Attitude Formation and Malleability in Response to Visual Cues and Counterattitudinal Information
Term of Award
Master of Science in Experimental Psychology (M.S.)
Document Type and Release Option
Thesis (open access)
Copyright Statement / License for Reuse
This work is licensed under a Creative Commons Attribution 4.0 License.
Department of Psychology
Committee Member 1
Committee Member 2
BACKGROUND: The purpose of this research is to investigate how individuals form attitudes based on the appearance of another person and how malleable those attitudes are when the individual is presented with new information about the other person. The predicted effect from this study was that participants would form attitudes about another person's agreeableness based on visual information and that when presented counterattitudinal information would be more likely to change attitudes than information that matches their initial attitude. It was also expected that negative first impressions would be harder to change. METHOD: Participants (N = 109) were presented one of two versions of an image of a face (one version modified to enhance participants' impressions of the target's agreeableness, the other version modified to reduce impressions of the target's agreeableness) and asked to rate the target on the Big Five personality traits. Participants were then given a vignette in which the target was described as performing either a positive or a negative behavior and then asked to rate the target's personality again. Participants also completed a questionnaire about their own personality. RESULTS: Study hypotheses were partially supported. Participants did form impressions of the target's agreeableness based only on briefly presented visual information, and those impressions did change more in response to counterattitudinal than to consistent information but, contrary to hypotheses, only when the target was initially perceived as low in agreeableness. There were also findings related to participant personality and gender. These findings showed male participants formed more positive first impressions than women upon first viewing of the images. CONCLUSION: The attitudes and impressions from individuals about others can be manipulated by the appearance of that other person, however, the context in which the attitude is formed is also highly important.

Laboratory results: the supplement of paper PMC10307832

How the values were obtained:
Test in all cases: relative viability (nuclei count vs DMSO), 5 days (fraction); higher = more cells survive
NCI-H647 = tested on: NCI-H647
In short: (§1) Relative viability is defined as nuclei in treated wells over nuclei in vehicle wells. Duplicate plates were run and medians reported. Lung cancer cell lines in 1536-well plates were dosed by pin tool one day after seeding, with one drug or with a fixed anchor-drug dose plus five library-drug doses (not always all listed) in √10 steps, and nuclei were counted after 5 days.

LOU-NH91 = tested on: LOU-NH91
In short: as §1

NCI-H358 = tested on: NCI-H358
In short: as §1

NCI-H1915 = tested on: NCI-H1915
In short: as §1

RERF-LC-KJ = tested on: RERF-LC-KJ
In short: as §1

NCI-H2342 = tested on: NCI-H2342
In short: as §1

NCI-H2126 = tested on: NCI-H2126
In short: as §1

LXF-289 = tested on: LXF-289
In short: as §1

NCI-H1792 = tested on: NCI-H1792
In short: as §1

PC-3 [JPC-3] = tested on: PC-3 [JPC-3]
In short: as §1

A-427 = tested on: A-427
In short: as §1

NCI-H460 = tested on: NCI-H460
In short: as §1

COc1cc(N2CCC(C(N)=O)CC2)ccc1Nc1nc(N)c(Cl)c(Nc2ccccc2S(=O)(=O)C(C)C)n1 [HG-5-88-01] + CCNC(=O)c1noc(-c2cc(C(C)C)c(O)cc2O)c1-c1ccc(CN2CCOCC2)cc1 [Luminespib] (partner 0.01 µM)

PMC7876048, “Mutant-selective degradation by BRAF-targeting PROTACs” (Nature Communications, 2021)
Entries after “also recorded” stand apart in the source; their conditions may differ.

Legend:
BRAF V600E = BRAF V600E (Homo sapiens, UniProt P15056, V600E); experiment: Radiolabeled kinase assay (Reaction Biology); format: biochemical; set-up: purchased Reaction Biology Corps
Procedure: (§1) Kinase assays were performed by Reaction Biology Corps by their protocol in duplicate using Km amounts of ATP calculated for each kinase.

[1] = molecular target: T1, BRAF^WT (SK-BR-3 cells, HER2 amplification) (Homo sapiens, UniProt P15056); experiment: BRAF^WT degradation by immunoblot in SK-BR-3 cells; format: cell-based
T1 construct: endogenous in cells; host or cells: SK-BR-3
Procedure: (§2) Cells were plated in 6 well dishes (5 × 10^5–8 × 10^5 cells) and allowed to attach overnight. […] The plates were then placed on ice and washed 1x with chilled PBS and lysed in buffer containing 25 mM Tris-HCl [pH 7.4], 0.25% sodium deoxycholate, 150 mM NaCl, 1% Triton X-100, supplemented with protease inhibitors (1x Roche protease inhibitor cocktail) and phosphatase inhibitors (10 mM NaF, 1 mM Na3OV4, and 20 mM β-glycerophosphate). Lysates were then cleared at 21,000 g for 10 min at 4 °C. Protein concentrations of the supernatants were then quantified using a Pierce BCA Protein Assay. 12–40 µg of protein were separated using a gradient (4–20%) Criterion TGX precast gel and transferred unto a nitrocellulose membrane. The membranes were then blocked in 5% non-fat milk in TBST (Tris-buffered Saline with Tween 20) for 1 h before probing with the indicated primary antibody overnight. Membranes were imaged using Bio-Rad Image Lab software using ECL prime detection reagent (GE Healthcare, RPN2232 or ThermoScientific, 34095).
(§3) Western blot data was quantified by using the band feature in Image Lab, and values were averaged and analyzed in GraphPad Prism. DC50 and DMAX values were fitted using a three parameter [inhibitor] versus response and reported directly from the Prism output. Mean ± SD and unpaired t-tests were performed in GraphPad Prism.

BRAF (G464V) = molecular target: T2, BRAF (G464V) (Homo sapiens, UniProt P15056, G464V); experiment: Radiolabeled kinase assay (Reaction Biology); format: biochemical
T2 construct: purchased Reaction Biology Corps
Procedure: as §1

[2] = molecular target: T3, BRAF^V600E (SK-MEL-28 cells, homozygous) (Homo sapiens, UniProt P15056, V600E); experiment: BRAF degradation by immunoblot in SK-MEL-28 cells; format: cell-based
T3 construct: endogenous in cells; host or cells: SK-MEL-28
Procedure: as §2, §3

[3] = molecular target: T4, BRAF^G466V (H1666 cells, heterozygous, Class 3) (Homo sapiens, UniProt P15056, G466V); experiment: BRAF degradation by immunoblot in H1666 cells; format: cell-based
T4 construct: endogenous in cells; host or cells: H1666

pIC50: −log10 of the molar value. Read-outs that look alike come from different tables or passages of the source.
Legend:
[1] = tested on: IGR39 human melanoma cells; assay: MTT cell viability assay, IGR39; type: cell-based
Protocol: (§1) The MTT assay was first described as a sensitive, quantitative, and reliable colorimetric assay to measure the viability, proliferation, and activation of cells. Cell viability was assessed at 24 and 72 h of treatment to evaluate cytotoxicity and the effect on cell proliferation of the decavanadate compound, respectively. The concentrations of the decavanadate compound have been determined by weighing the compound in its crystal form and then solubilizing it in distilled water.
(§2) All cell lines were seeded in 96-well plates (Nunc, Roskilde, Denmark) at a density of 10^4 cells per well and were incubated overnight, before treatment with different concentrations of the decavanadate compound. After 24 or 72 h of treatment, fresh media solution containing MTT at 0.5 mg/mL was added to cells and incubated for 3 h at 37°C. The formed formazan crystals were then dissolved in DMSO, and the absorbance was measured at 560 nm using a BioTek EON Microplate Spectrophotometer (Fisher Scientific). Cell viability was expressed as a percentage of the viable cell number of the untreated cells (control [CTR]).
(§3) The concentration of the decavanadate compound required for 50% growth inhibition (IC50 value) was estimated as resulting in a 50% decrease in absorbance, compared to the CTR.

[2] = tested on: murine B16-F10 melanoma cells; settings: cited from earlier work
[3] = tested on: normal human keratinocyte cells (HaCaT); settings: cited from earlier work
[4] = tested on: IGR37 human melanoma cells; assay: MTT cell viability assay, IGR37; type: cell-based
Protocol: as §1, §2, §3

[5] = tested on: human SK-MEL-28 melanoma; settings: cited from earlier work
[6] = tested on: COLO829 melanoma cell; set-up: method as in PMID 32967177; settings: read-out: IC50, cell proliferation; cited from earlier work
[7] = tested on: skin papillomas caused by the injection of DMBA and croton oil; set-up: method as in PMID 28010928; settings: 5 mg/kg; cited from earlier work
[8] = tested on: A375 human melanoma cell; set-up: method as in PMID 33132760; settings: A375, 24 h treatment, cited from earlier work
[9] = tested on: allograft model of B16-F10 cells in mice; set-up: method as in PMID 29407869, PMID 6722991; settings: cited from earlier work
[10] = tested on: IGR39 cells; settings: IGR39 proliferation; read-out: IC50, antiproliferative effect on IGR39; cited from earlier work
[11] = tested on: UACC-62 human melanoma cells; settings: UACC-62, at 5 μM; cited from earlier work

Mueller, Tyler W., "Attitude Formation and Malleability in Response to Visual Cues and Counterattitudinal Information" (2020). Electronic Theses and Dissertations. 2166.
Research Data and Supplementary Material